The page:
The loss of a parent can have a devastating effect on a child, and never more so than when the person involved chooses to take their own life.
However, every now and then, something positive can emerge from the trauma, and those impacted can use their experiences to help others.
Tiarna Jones is one such individual. Aged just nine she lost her father to suicide.
Yet now, almost eight years later, she is just the second person from Wexford to become an ambassador for Cycle Against Suicide, and one of only 13 in the entire country.
Having got involved to 'make a difference in other people's lives', the 16-year-old from Carne was invited to take part in Cycle Against Suicide's Student Leaders' Congress at the Citywest Convention Centre in Dublin.
Created to discuss and raise awareness of mental health and wellness issues faced by young people in Ireland today, the event saw more than 4,000 students from across the country listen to a series of talks and presentations, one of which saw Tiarna and a fellow ambassador conduct an on-stage interview.
'It was good, but nerve-wracking,' said Tiarna, who was also temporarily employed as a detective during the event as mother Lynda explains.
'There was an incident at the event where someone in the audience decided to go online and bully one of the speakers as it was happening. And because Tiarna was sitting beside the gardaí, they asked her would she be interested in trying to catch this fella.
'So she went online and friended him, and straight away he said "oh will you meet me out in the reception area", and they got him.'
And Lynda believes it was the loss of her father which compelled the teenager to become involved in improving the mental wellbeing of others.
'I think that's what pushed her towards it. And it shows people can speak about their issues. I'm so proud, blown away by it,' she said.
Working alongside the rest of Wexford's Cycle Against Suicide team, Tiarna is continuing to fundraise for the charity and is currently planning another nerve-wracking challenge.
'I'm raising money to do a sky dive,' she reveals, adding she doesn't think she'll be scared when the day comes round later this year.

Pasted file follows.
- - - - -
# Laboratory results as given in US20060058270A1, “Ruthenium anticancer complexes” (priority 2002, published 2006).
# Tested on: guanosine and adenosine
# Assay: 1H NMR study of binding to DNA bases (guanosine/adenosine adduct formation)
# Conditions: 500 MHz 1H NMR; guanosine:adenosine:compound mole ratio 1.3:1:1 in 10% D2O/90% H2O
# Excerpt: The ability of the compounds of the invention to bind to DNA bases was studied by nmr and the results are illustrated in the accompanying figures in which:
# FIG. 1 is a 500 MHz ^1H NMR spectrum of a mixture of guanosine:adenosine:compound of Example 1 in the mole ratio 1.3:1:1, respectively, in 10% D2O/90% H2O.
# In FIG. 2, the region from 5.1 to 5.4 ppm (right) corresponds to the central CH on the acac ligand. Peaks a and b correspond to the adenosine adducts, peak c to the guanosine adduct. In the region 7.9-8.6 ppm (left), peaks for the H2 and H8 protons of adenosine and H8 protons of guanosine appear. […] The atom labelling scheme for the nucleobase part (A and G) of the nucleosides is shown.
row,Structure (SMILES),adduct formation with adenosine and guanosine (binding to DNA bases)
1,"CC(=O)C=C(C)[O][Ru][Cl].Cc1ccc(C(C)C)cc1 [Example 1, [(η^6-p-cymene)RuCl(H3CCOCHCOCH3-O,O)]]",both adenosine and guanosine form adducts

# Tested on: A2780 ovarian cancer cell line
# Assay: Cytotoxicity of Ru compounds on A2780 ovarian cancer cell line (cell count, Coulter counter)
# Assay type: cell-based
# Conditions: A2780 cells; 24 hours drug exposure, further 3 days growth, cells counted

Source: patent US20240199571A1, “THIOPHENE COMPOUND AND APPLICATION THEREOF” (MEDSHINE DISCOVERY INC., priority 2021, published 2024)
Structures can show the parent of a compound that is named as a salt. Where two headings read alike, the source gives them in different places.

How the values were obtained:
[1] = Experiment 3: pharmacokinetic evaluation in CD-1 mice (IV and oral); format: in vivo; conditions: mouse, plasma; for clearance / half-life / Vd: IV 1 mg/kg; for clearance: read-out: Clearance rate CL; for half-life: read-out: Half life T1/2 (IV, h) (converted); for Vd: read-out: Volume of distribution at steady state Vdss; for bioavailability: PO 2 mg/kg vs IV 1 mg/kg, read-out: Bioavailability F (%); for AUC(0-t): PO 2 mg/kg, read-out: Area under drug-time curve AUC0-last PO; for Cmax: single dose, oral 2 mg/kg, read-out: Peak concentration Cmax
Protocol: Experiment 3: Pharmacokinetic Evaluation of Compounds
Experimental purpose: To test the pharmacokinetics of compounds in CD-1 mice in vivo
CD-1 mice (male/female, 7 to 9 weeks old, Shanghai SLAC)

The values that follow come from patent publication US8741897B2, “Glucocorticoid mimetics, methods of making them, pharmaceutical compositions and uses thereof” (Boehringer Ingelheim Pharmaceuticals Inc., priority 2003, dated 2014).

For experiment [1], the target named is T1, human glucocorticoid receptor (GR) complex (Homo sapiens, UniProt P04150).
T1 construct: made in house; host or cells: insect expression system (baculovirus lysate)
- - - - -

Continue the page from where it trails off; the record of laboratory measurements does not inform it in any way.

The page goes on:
And when she's not helping to capture online bullies and jumping out of planes, this remarkable young woman is planning for a career in which she hopes to work with some of society's most vulnerable members.
'I want to do psychology in prison, there's a course in WIT. I can do another counselling course for a year or I can go straight into a prison,' she says.
This is a far cry from her previous ambition to be an air hostess, and Lynda says working with Cycle Against Suicide (CAS) has had a huge impact on her daughter.
'When she became an ambassador for CAS, she learned about different issues and changed her mind. It was quite a surprise. For Tiarna, because of the situation with her father, I really feel it's helping her. It's given her so much self-confidence and it would be great to see her work in that field.'
Although this year's Cycle Against Suicide will not be passing through Wexford, Tiarna and the rest of the team are continuing their efforts, with cake sales and other events planned at the school in the coming months.
And she is keen to stress that the cycle isn't just about raising awareness of suicide.
'A lot of people think it's all about suicide but it's more about body image, bullying, "it's okay not to feel okay", is our motto.'
Cycle Against Suicide's main campaign for raising awareness into communities is its Annual Cycle. The route, which changes yearly, passes through towns across the country, raising awareness of the help and support networks available to people across Ireland who are battling depression, self-harming, at risk of suicide or have beenbereaved by suicide.
The 2020 Cycle Against Suicide is taking place from Saturday, April 25 to May 3, cyclists can register and find out further information by visiting www.cycleagainstsuicide.com.